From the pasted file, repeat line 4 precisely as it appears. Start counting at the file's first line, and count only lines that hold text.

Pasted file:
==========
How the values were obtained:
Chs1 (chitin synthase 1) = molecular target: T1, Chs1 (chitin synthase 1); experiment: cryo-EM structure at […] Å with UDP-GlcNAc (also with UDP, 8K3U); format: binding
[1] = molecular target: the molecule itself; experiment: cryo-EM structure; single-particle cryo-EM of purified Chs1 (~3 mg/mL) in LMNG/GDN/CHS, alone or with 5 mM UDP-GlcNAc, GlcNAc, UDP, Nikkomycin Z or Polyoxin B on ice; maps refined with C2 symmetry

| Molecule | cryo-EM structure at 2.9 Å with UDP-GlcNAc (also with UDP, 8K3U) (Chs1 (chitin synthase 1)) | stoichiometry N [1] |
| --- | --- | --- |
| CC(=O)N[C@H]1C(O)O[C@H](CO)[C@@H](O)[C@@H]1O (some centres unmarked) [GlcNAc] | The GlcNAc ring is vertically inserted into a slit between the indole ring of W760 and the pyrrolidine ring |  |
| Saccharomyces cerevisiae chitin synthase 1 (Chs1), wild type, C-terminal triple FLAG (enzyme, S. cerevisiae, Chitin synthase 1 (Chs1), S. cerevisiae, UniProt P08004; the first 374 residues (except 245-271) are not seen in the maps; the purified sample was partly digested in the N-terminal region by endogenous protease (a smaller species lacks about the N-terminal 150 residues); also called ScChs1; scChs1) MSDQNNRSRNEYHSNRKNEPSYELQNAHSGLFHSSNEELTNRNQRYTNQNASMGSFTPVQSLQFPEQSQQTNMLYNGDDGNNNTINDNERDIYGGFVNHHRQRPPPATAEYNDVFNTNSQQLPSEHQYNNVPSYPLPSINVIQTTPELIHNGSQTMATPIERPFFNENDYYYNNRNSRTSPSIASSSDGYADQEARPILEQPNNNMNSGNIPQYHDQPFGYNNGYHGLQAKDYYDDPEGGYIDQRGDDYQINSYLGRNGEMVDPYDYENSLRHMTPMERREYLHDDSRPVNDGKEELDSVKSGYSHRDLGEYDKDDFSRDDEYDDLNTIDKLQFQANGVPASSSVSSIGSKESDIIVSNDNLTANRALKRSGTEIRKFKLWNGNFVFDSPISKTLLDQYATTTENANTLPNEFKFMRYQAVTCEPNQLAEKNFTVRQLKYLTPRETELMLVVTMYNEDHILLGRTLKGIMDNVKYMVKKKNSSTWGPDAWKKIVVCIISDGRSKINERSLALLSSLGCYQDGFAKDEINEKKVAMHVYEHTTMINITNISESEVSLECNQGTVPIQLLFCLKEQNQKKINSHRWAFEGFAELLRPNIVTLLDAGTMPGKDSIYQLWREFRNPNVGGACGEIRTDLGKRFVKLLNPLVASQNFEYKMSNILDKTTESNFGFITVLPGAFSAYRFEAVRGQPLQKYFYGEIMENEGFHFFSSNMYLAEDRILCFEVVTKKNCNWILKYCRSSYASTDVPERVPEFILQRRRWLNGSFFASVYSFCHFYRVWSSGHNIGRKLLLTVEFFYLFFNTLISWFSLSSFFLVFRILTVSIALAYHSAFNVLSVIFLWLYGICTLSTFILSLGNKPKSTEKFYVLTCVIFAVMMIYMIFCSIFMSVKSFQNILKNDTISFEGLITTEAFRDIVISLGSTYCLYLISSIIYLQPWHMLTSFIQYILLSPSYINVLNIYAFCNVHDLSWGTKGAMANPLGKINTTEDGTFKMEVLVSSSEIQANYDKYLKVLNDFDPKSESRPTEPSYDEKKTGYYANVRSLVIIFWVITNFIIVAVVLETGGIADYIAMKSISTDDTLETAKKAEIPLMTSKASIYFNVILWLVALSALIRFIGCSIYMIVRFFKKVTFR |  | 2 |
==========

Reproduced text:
| Molecule | cryo-EM structure at 2.9 Å with UDP-GlcNAc (also with UDP, 8K3U) (Chs1 (chitin synthase 1)) | stoichiometry N [1] |